There is a difference between surrender and giving up. They have so much in common it’s easy to get them confused: both involve ending resistance, both allow another power to prevail, both mean that we give up control over part of our lives. There’s loss, grieving, disappointment, and the loss of a Great Cause. On reflection, there is a difference. It’s a subtle difference but an important one, particularly when it comes to a spiritual path.
Giving up doesn’t really have many deep layers of meaning. It simply means to stop what were doing, walk away, and let things happen without us. We cut ourselves off from what’s going on, we take no more responsibility. Giving up on something means what we were doing is not only not worth doing anymore, it’s not worth anyone else bothering with. We take ourselves out, have nothing more to do, become part of the past. Frequently, giving up also means running away.
Surrender is a more active choice. It’s not just about stopping point were doing, it’s about putting ourselves at the disposal of a force we used to oppose. For a country to surrender means their adversary gets to dictate how they live their lives. For an individual, it means we give in to a new priority in our lives that were not in control of. We don’t get to walk away if we surrender; we make ourselves an active part of a new reality. A surrender means our lives continue and were still committed to the growth and well-being of those around us.
A good example was at the end of the Civil War. A little known fact: several ex-Confederates tried to make a new life for themselves south of the border in the (then) Mexican Empire. With the failure of their cause, they gave up and walked away, starting over in a new place. They didn’t get to stay very long, because after 2 years the government that gave them refuge collapsed and they were no longer welcome; their only choice was to return home.
The vast majority of ex-Confederates followed Robert E. Lee’s last orders to his army: “Go home, plant your crops, and obey the Law.” It meant surrender, acceptance of the new reality and being an active part of the society where they were. It meant staying part of their communities and looking to the future, even though it was a future they once opposed. The unhealed wounds of the Civil War are still with us, yet it’s remarkable how well reconciliation worked in spite of its imperfection. It’s only in our lifetimes that individual states have talked about going it alone.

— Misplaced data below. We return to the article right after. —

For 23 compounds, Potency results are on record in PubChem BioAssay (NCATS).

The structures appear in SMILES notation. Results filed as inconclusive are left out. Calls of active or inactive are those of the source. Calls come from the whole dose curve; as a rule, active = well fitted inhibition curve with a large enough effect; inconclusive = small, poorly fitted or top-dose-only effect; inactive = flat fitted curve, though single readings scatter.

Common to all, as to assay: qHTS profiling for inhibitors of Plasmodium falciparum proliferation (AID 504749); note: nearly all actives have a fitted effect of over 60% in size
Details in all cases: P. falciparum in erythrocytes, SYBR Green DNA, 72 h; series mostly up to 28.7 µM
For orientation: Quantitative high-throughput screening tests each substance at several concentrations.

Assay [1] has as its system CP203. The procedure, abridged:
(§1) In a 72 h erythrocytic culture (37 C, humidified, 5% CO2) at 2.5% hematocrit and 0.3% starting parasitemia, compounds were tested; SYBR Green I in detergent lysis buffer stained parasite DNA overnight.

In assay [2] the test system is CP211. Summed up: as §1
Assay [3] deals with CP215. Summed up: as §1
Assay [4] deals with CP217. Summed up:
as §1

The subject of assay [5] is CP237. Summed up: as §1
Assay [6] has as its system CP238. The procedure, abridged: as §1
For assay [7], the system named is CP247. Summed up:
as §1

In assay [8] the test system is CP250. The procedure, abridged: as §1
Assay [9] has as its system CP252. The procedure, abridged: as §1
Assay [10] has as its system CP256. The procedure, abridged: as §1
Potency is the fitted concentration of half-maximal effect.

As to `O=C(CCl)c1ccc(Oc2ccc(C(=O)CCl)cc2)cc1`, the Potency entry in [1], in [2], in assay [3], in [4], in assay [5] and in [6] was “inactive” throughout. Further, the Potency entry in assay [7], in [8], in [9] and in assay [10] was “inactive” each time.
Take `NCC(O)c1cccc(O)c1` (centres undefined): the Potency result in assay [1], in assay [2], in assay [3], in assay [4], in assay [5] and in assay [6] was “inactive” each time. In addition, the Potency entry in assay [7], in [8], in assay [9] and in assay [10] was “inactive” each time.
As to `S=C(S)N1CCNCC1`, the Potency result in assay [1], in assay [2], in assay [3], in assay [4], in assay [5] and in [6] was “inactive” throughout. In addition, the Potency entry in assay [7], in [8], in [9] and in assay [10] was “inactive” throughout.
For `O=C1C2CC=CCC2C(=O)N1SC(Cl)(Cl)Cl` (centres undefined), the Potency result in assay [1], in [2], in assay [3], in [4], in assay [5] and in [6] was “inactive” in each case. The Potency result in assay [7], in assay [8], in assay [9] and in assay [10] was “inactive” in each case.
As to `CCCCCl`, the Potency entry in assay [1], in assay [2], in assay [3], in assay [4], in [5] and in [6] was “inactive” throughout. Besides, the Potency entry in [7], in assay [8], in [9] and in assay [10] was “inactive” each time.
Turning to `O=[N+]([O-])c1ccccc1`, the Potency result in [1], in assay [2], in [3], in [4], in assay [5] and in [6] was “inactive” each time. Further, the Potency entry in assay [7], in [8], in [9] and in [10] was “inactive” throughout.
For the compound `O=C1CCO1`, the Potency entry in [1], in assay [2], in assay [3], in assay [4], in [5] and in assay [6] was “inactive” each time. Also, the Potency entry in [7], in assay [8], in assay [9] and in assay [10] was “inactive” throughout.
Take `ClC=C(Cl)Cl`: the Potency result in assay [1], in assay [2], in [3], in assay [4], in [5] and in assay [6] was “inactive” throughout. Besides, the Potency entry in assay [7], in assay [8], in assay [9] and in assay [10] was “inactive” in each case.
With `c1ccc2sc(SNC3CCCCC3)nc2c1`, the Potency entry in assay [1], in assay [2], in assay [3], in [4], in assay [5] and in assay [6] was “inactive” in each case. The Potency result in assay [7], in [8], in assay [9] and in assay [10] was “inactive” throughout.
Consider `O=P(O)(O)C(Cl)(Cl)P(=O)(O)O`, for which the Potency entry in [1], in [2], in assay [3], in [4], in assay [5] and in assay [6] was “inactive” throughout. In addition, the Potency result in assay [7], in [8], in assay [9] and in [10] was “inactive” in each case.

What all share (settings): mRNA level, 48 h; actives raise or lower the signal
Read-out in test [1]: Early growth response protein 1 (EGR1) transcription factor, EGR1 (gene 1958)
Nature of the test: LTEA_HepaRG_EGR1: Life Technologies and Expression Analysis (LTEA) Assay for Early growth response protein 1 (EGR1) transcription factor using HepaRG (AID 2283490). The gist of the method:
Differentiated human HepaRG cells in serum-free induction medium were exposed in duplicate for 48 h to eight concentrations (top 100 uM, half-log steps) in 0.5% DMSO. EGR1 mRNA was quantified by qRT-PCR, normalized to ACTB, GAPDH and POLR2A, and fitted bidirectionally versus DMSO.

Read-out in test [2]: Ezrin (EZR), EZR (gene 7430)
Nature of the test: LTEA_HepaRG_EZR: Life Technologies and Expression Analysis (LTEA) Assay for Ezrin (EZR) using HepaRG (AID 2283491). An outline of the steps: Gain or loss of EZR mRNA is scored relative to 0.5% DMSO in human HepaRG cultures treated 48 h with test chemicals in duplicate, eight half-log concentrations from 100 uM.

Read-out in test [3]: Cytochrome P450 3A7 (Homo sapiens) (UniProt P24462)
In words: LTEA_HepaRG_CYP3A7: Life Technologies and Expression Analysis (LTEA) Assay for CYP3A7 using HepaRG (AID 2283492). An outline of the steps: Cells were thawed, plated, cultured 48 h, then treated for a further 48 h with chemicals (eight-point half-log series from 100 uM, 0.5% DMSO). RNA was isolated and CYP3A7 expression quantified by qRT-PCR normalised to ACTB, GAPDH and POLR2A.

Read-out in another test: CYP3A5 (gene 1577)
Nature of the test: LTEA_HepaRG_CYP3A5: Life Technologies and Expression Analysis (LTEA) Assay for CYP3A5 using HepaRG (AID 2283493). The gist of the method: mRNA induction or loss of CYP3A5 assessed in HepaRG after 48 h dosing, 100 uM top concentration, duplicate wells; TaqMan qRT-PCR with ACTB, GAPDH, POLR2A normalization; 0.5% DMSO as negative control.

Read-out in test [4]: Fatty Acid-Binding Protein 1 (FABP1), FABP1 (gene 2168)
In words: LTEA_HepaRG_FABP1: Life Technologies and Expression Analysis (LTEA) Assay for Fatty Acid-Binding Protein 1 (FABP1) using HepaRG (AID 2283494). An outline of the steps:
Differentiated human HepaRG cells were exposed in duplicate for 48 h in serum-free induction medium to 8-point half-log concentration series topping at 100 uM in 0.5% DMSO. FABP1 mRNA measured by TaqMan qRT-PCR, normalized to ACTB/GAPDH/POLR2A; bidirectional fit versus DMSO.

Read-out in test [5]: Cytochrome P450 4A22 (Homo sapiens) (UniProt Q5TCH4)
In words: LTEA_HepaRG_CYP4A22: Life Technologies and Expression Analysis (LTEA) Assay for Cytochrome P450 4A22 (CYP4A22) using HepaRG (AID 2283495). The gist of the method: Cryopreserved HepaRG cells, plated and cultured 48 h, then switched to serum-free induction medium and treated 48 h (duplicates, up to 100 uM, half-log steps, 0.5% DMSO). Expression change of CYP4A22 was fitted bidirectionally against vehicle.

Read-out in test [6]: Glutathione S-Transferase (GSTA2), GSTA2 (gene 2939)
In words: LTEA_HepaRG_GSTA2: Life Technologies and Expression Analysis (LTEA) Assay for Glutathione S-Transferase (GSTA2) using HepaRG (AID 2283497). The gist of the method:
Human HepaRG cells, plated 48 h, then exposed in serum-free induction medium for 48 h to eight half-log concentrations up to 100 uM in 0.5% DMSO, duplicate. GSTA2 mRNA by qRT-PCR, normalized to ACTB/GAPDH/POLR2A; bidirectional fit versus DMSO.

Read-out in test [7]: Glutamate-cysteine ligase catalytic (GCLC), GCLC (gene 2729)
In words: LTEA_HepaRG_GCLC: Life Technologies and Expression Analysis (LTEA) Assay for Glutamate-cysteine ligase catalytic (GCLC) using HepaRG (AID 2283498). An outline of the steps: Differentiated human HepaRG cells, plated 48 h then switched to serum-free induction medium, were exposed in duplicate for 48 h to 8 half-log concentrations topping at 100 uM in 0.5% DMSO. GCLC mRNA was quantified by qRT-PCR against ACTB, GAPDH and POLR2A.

Surrender to God doesn’t mean giving up on anything important. There are things we need to let go of, to give up on, usually our selfishness. Surrender to God means making God our first priority in all things. It’s not easy in something we can never do completely. There is always a temptation to rebel, to resist the new rule, but that’s true of every kind of surrender.
There is a popular image surrender to God, and especially embracing religious life means giving up on the world and everything in it, taking ourselves away from normal life to live a different one, apart from everything we knew before. It’s not really possible to do because we can never give up ourselves and most importantly, we can never give up on the people around us. We can never give up the world because we can never truly give up ourselves. If we try to walk away, our problems inevitably follow us. As J.R.R. Tolkien said in The Lord of the Rings: “The wide world is all about you: you can fence yourselves in, but you cannot for ever fence it out.” We have to stay put in many ways.
What we can do is try to surrender to God’s will. This means were still part of the world around us, still the same people we’ve always been. We accept a new authority in our lives and we let those standards be the ones we function by. Surrender to God’s will doesn’t mean giving up on ourselves, it means giving up on our losing battle to impose our will on the world. Jesus never gave up on the world: if He had, there would’ve been no Incarnation, no Church to carry out a mission to proclaim good news, no Great Commandment to love one another. As we reflect on our lives and what we may need to give up, it’s important to remember that the most important thing isn’t giving up, it’s surrender.